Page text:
As a teenager, I wouldn’t have been caught dead reading anything romantic. I mean, I had romance novels. I had a stack of romance novels as high as my knee. I just would have rather faked anaphylactic shock than have admitted that to anyone.
I was a tomboy, I played AD&D, and read Elric of Melnibone and the Stainless Steel Rat. My fragile adolescent self-image couldn’t reconcile that with the fact I also devoured Amanda Quick and Johanna Lindsey (ok, they weren’t just romances, they were bodice rippers!). As I grew up though, it took me years to lose that faintly apologetic cringe over the fact I enjoyed a good romance. I would read on the bus with the book folded in half so no one could see the cover, at the library I’d bookend my Jean Plaidy guilty pleasures with some nice, reputable JT Edson* Westerns sourced from the local prison**.
It isn’t just me either – or, at least, I don’t think so! There’s a bit of class system with books, with literature at the top of the pile and romance squashed down the bottom just under fantasy. SF, meanwhile, is a bit a social climber, alternately being all ‘hail fellow, well met’ with literature or polishing up their wrong side of the street cred. I don’t agree with it- and I think it’s changing – but I don’t think I am imagining it either.
Romance is viewed as a silly woman’s genre. Even M/M romance (or F/F, M/F/M, M/F/F…all the different interlocking variations!) gets tarred with that brush. Look at the way fanfic writers get sniffed at for writing a romance into crime or SF dramas? Or the way that 50 Shades of Grey sold a frankly boggling number of books, yet got mocked for being a sexual primer for middle aged women. (There are a lot of reasons to dislike 50 Shades of Grey, I’m not providing a link for a reason, the fact women like it shouldn’t be one of them.)
Ebooks have freed many of us from the horrors of buying novels decorated with heaving bosoms (men and women both ;)), or trying to stop a man on the train reading a sex scene over your shoulder. Why, though, did we have felt bad in the first place?
Read romance, or write romance, and there are those who’ll make the assumption is that it’s because you can’t really cut it with something ‘more challenging’. Or that there is something missing in your life that you are compensating for with romance. As a friend of mine said, ‘No one looked at my Pern books and thought I was making up for my lack of dragon-riding skills, but put a Cecilia Tan book on the counter and suddenly everyone thinks I just need a good bonk. Or that’s what it felt like.’
Well, I think it’s time to say ‘nuts to that’. Writing a believable romance is no easier than writing a believable crime. In fact, in some ways it’s harder. The romance writer doesn’t just have to take apart a good puzzle, they have to deconstruct a chemistry formula and turn an Ikea booklet (tab a into slot b, twist socket c, repeat) into something hot and original. Not to mention convincing. Most of us will never commit a crime but we will have had a crush, or been in love, made love, or had hot, sweaty, passionate sex and we know what we want when we read it. We have expectations from our love scenes, our sex scenes and a romance writer has to meet those expectations..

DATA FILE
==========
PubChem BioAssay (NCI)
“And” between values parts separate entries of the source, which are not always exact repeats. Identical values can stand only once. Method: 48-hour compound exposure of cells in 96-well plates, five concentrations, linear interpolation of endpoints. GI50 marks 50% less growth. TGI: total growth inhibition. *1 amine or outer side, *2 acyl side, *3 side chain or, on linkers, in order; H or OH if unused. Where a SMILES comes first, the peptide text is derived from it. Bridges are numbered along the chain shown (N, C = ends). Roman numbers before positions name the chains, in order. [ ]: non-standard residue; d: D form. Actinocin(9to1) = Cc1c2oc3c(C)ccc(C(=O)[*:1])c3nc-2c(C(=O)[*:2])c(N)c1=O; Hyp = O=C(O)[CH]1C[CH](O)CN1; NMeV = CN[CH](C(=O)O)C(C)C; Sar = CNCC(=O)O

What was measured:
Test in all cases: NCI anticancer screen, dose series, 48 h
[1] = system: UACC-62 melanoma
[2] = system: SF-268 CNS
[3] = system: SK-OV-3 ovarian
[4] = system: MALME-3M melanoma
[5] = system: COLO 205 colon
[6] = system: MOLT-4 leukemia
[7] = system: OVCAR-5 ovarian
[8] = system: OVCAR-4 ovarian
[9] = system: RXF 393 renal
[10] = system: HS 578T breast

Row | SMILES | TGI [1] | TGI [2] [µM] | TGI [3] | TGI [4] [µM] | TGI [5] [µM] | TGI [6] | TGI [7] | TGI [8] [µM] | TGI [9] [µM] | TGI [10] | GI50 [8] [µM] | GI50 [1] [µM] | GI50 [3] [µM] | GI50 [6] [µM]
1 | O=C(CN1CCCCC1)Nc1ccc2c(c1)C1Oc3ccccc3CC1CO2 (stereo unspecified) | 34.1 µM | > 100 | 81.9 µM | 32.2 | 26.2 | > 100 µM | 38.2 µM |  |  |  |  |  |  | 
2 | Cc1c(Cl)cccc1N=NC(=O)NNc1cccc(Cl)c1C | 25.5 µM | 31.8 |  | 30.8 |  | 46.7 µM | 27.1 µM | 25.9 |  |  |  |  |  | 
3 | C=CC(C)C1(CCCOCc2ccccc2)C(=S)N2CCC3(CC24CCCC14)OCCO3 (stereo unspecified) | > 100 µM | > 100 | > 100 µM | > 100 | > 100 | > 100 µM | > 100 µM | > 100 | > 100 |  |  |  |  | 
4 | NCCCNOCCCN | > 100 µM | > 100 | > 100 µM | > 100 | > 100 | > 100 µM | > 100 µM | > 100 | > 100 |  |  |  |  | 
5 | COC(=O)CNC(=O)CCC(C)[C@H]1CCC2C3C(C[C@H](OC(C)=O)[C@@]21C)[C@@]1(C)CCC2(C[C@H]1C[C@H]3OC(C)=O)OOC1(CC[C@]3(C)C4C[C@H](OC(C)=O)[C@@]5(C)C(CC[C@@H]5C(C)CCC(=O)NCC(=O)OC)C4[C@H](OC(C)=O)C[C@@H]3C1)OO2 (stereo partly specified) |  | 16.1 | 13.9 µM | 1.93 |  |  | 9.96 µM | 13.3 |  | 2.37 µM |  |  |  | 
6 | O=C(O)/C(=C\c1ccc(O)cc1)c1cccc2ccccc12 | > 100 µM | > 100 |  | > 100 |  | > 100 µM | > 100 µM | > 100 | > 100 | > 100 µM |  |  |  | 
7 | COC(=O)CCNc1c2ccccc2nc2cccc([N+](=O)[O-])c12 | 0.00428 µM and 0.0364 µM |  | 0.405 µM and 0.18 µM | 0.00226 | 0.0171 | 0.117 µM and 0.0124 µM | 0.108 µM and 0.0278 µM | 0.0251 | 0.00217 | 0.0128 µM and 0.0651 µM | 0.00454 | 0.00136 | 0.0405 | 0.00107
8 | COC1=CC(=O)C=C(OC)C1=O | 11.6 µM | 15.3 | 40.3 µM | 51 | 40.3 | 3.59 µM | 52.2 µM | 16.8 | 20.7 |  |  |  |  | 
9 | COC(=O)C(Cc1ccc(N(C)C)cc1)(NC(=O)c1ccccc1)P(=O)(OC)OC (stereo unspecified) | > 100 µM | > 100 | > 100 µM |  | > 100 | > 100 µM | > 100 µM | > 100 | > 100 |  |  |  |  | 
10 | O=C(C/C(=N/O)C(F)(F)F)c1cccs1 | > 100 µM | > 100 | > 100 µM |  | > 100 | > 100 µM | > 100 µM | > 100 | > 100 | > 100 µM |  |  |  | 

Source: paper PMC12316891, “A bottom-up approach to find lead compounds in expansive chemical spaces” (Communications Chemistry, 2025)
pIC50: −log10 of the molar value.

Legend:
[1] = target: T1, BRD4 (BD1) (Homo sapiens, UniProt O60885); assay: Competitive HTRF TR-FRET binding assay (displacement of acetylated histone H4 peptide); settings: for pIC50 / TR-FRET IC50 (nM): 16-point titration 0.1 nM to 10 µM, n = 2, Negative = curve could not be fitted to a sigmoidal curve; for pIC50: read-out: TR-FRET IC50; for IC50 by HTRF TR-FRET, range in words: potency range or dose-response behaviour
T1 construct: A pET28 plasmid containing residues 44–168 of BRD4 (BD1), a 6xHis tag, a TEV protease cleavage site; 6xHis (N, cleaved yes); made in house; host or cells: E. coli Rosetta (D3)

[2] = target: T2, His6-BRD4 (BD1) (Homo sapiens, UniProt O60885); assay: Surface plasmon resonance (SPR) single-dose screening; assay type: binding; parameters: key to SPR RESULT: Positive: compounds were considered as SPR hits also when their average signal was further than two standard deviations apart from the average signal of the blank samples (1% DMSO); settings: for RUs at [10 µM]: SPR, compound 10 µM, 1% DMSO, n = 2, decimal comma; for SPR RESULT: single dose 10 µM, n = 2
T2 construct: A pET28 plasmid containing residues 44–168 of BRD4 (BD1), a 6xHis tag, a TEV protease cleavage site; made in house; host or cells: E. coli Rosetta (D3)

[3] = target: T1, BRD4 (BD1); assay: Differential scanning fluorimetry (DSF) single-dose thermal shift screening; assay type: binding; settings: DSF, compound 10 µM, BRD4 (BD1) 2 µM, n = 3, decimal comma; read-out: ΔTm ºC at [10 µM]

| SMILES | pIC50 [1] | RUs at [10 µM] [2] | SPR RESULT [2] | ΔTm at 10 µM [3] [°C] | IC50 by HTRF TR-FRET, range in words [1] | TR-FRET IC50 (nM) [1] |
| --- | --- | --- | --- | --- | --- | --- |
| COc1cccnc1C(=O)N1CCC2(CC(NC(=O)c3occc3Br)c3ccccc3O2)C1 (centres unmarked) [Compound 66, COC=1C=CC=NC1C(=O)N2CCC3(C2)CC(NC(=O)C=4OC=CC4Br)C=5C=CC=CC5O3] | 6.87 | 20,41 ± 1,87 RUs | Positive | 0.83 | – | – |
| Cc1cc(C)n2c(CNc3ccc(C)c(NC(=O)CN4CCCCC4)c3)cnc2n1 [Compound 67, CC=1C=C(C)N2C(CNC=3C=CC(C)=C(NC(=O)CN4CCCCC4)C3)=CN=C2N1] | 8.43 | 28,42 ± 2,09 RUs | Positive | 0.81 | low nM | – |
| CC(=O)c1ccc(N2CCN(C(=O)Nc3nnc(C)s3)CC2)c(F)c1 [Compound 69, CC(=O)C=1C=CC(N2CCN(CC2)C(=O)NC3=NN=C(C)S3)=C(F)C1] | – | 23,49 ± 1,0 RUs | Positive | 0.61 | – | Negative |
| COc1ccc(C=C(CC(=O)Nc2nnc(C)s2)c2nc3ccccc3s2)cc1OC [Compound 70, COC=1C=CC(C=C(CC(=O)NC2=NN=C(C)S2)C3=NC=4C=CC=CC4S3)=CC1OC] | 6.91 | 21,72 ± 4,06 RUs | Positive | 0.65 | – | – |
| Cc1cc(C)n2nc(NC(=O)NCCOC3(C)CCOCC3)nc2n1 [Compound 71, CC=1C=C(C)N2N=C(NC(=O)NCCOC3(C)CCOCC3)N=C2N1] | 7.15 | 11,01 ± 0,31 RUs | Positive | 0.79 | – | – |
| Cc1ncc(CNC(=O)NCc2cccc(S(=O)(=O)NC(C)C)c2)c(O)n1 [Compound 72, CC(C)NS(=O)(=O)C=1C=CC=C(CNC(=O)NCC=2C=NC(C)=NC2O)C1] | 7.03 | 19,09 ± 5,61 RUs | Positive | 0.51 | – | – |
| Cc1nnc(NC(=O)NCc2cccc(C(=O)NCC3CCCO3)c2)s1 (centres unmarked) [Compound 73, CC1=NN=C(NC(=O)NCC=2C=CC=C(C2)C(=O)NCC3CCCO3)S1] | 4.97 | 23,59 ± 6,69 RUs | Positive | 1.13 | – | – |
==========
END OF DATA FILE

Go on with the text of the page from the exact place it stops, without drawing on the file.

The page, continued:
Besides, seriously, what’s Great Expectations or Tale of Two Cities if they aren’t romances? Or Othello, Taming of the Shrew or Midsummer’s Night Dream? What’s the big conceptual difference between Dirty Kiss by Rhys Ford and Anna Karenina by Lev Tolstoy? Not quality – I love Rhys, but I’m not pitting her against Tolstoy’s ‘flawless as a work of art’ novel – but the framing of content..They are both about romance and family and society, is it just that Anna Karenina doesn’t have a happy ending? Or is it just that one of them was written by a man?***
So, in conclusion, my name is TA Moore and I love romance in all its varied shades (and especially …in space!). I might never be entirely comfortable flashing Scottish man bosom covers on the train, but I’ll try and get there.
(And thanks to my friend Penny, for admitting she occasionally worries strangers will think she needs a good bonk.)
* I am not quite as old as that makes me sound! Our local library just had a limited selection of faintly musty books.
** I have no idea why Westerns were so popular with Northern Irish prisoners. However, when I went through a phase of aggressively reading Westerns, all of them came from prison libraries. So, there was a thing!
*** I know men write romances, but I also know a couple of men who write Mills and Boon novels under a female pseudonym and would be mortified if anyone knew.
TA Moore is the author of Labyrinth of Stone from Torquere Press. Now there’s a man bosom that you’d show off on public transport!